• Do magical crafts! Ideas include:
    • Overhaul your altar!
    • Sew yourself a ritual robe, or embellish one you already have!
    • Practice a psychic skill.
    • Practice your basic ritual structure, such as circle casting, invoking, evoking, etc.
    • Write in your grimoire or BOS

Then, we have some basic pointers that are less spiritual

  • Let in sunlight
  • Call friends/relatives
  • Read books (especially books on spirituality!)
  • Paint/do crafts
  • Listen to uplifting music!


I hope this was helpful! Please take care of yourself and yours and have a great day! Lots of love to you all! ❤

lavender and massage oils
Photo by Elly Fairytale on

A Pagan Framework for Healing/Coping with Mental Illness ~ How to Help Out a Friend (Part Two)

Hi everyone, and welcome to part two. Part one can be found HERE, if you haven’t read it already. I want to thank everyone who came out and read this and offered kind words, as well as all of you who offer support to those of us in a rough patch. Keep up the love, y’all!

As always, if you see something you like here, or have an idea, let me know and drop a comment! I love chatting with people, especially about mental health.

  • Help with the dishes. For people who become low-functional due to anxiety, depression, etc., dishes are often the first thing to show signs of neglect. Now, the whole place will usually also be messy/dirty. But here’s the thing -> for starters, do ONLY the dishes. Why?
    • Doing too much cleaning may overwhelm your sensitive friend.
    • It may humiliate them, causing them to be unwilling to reach out again.
    • How do you offer this? Do NOT throw your hands in the air and declare their place a mess. In my experience, just pretend it’s all kind of normal, unless it’s a health hazard. This will make them more comfortable to have you help them with this one aspect of their life.
      • Step One. Manage to get yourself invited/welcomed in for coffee/chats. Then just sort of hang around their kitchen and say something like “Hey, mind if I do the dishes?” If they say yes, just don’t comment on anything, invite them to draw up a chair and chat with you while you wash. If they say no, Step Two. “Well, I’d like to help you out. Let me do them, please.” Now, depending on how well you know the person, you may gently point out that they don’t seem so good and that you want to give them a break. If they still say no, don’t push it. Maybe they’re too overwhelmed to deal with someone cleaning. Maybe the noise and action will be too much.
      • Pro tip: If you are multiple people, one person can take your sick friend out for a coffee/nature walk/sit with them in the living room while you go nuts cleaning the kitchen. Keep your sick friend as far away from the cleaning as possible. Now I say this because just watching someone else do the dishes can not only be humiliating, but as I’ve said before, stressful and overwhelming. You don’t want that. You want them to relax, have a positive experience, and poof! Clean sink. -> making it a positive experience will make it easier for them to allow you to come over and do it again.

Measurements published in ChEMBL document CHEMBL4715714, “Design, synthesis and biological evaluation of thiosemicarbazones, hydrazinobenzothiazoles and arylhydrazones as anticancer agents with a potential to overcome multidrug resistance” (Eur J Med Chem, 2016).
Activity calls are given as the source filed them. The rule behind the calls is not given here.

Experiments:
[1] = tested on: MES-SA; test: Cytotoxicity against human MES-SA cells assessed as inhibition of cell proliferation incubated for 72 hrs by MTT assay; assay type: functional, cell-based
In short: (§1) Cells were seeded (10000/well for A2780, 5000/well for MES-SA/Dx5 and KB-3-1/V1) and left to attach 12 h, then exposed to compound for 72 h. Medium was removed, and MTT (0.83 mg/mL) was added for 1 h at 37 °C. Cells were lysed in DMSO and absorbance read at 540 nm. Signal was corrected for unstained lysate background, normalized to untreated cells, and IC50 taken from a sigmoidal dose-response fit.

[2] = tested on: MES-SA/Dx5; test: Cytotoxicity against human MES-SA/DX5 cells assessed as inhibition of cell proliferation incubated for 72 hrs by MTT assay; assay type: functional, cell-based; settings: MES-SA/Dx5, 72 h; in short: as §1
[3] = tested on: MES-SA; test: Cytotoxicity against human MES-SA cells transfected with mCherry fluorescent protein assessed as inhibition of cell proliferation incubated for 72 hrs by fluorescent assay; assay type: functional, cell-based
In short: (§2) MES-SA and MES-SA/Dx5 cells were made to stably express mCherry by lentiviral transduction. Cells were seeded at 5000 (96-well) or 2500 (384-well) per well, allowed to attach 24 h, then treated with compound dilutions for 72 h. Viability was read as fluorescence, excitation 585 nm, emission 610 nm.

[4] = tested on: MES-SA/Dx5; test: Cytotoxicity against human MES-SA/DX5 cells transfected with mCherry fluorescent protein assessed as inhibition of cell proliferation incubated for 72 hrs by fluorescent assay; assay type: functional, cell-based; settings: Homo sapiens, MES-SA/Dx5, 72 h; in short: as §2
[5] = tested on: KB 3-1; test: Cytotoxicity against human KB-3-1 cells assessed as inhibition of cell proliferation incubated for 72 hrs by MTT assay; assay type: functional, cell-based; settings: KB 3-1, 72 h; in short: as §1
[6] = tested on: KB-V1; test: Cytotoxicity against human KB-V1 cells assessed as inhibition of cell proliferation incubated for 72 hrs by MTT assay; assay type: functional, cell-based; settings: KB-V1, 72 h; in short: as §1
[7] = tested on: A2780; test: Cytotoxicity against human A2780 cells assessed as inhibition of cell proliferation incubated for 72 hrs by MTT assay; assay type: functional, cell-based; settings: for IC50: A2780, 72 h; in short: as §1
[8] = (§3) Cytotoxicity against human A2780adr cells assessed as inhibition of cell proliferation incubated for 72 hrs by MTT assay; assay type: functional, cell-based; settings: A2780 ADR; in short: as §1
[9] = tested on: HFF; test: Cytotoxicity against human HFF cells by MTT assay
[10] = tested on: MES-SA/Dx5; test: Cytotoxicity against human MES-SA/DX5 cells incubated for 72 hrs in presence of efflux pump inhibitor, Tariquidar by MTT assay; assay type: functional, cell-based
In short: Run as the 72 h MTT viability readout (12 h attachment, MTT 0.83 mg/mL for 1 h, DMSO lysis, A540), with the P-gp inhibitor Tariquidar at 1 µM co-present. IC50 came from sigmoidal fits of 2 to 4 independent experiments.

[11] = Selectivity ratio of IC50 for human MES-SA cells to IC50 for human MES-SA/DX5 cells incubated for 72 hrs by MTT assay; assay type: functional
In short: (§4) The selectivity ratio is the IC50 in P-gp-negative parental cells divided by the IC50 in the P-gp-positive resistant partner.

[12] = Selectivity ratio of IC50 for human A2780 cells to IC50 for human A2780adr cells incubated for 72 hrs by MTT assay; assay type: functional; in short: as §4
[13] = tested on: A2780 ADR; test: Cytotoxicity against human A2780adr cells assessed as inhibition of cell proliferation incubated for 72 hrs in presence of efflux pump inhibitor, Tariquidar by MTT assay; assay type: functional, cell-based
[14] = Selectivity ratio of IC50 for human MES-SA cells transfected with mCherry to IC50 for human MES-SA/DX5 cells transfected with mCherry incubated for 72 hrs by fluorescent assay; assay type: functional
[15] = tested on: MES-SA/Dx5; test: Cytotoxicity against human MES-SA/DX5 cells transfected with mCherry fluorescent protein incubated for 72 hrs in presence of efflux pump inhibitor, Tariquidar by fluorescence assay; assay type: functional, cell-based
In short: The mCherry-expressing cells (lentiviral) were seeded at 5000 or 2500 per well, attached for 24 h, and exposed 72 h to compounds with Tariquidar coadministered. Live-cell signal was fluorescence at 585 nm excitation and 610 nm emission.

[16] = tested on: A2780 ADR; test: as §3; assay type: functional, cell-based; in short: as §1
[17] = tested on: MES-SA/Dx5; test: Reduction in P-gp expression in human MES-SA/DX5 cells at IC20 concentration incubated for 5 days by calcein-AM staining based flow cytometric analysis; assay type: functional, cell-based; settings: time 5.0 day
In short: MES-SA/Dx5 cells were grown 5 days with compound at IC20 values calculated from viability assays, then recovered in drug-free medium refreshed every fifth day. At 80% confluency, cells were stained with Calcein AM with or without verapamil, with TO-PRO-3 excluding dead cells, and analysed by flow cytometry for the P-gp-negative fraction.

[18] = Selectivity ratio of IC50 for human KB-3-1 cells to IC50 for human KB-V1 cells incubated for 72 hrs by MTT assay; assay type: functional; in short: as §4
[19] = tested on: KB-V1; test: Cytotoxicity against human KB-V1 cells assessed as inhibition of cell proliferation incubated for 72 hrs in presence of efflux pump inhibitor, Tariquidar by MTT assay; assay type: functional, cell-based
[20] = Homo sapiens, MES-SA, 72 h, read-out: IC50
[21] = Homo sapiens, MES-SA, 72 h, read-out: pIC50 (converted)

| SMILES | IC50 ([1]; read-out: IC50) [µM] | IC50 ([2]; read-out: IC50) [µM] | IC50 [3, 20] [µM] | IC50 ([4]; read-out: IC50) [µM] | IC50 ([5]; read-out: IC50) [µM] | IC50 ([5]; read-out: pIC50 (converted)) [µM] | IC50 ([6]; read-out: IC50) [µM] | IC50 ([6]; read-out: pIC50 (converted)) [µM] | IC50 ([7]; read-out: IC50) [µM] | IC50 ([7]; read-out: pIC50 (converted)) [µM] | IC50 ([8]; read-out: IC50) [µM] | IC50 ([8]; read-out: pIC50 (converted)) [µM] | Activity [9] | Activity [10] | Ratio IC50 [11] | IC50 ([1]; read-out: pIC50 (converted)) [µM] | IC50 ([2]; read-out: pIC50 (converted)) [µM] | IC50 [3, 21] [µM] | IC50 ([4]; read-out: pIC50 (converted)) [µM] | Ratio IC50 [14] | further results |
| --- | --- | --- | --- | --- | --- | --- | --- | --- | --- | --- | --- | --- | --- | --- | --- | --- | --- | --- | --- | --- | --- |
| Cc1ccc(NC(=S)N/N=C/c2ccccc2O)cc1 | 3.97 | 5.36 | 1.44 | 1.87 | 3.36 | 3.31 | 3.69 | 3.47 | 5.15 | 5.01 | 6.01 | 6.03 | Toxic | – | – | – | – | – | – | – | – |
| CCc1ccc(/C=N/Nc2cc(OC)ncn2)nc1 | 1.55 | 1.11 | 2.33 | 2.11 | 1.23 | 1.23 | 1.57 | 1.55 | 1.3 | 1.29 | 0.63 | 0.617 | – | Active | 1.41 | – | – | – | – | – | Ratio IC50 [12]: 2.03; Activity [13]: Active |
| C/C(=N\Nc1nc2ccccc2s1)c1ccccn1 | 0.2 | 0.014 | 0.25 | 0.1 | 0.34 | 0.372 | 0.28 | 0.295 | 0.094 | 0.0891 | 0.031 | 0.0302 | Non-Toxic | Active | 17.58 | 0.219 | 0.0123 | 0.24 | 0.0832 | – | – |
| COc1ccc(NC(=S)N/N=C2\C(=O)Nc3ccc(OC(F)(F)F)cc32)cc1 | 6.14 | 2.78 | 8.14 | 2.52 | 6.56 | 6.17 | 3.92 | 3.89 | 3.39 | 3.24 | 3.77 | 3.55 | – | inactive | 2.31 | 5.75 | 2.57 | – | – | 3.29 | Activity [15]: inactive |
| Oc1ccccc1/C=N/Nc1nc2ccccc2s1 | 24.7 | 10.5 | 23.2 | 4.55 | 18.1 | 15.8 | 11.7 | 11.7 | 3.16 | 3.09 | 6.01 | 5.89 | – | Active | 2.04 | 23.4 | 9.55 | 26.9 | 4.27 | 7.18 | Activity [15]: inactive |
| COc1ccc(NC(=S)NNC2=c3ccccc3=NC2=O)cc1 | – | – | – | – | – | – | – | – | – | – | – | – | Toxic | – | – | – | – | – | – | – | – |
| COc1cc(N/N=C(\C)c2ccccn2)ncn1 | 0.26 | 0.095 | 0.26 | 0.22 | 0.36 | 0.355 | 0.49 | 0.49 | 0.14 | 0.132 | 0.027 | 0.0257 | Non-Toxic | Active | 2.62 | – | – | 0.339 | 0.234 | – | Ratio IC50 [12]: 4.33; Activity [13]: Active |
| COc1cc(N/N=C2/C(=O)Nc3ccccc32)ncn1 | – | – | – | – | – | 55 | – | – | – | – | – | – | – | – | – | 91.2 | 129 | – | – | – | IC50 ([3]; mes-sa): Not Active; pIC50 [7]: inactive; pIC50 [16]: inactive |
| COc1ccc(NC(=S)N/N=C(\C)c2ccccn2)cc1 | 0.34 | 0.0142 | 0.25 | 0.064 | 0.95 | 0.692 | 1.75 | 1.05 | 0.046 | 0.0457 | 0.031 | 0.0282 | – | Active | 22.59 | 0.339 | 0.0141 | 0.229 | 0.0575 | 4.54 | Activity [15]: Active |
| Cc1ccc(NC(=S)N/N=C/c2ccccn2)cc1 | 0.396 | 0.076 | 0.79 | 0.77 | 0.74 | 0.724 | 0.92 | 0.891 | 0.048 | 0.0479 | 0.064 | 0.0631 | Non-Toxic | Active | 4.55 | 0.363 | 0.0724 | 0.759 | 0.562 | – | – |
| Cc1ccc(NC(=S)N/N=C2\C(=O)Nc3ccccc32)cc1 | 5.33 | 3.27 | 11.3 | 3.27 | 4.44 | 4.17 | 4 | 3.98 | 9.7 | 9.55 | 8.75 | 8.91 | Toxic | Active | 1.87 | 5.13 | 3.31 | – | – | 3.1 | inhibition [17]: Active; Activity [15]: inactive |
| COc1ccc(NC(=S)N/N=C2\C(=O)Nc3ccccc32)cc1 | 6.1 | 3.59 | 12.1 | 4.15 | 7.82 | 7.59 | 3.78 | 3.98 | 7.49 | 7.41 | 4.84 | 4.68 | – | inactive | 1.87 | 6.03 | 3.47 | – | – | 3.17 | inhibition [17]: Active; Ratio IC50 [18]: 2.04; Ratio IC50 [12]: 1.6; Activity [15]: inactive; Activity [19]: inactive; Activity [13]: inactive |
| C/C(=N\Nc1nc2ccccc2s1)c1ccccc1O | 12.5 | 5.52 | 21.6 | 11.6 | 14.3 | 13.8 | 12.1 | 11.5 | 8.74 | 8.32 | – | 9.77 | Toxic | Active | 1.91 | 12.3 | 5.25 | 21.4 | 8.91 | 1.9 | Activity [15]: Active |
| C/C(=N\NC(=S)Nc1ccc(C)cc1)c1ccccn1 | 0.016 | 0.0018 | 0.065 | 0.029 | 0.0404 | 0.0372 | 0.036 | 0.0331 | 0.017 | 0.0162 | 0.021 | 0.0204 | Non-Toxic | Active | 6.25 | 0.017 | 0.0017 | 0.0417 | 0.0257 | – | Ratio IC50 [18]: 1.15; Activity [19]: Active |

• Extra Pro Tip: Use the dishsoap. By this I mean, those dishes are going to be gunky. They’ve been sitting there a while (longer than you want to know!). You may need X amount of soap on your own dishes, well, use 2X on theirs. Trust me, when I was really bad, people kept underestimating the filth on my dishes and I actually once had to REWASH dishes because they hadn’t washed them properly. If they’re short on dish soap, bring some. Just – make sure they’re extra clean.
  • Coloring books! Are they artsy but too tired/in a flunk? Bring over some of their favourite mediums (pens, pencils, crayons, markers, etc) and grab some adult coloring books. I’m not joking, these can help. It seems all hokey to the more normal people out there, but when you’re really not feeling well, these things can be a great way to focus and calm down. Now don’t just show up and ninja chuck the coloring books at your friend/relative. Make it a recurring activity! You two can go shopping together (remember the blocking tips in part one) or shop online for them, or they can pick them out and you can go pick them up at the store. Get them involved and get them excited/looking forward to this! Make it fun! Then, once you have them,  arrange a time (maximum three hours. More like one to two because longer will exhaust them) where you can sit together with nice drinks and just color. This is a good time to talk about light things as well as serious things, for coloring helps avoid eye contact and gives a fidget to do while speaking, and the act of having something to do excuses slower speaking.
    • Pro tip: get coloring books that theme with their favourite hobbies or movies. There’s even supernatural (the TV show) one out there, as well as unicorn ones. Get whatever they like, no shame.
    • Pro tip: use the fact it’s trendy as an excuse to do it, and their love of art as a way to bond.
    • Example: “Hey, have you heard about those adult coloring books? I’ve heard they have a [favourite hobby] one! Why don’t we get some? We can sit together after class and relax with them.”
  • Do some exercise with them. Exercise helps as much as an antidepressant according to some studies (I think, off the top of my head, no sources here). So do some exercise with them. If they, like me, are going to go into sensory overload at a gym, try these instead
    • The aforementioned nature walk, but slightly more intense. Make it a nature hike.
    • Pick out some yoga tutorials online and throw your mats down at home.
    • Pick out some HIIT exercise tutorials online and try them together.
    • Pick out some tai chi exercise tutorials online and try them together.
    • If either of you know enough, build your own at-home exercise routine, and do it together!
    • The point is, exercise at home, in a safe space, with medium level music (if any). Be encouraging. Help them clear out a space for exercise prior to the exercise (remember, mental health = messy home usually), or bring them to your place.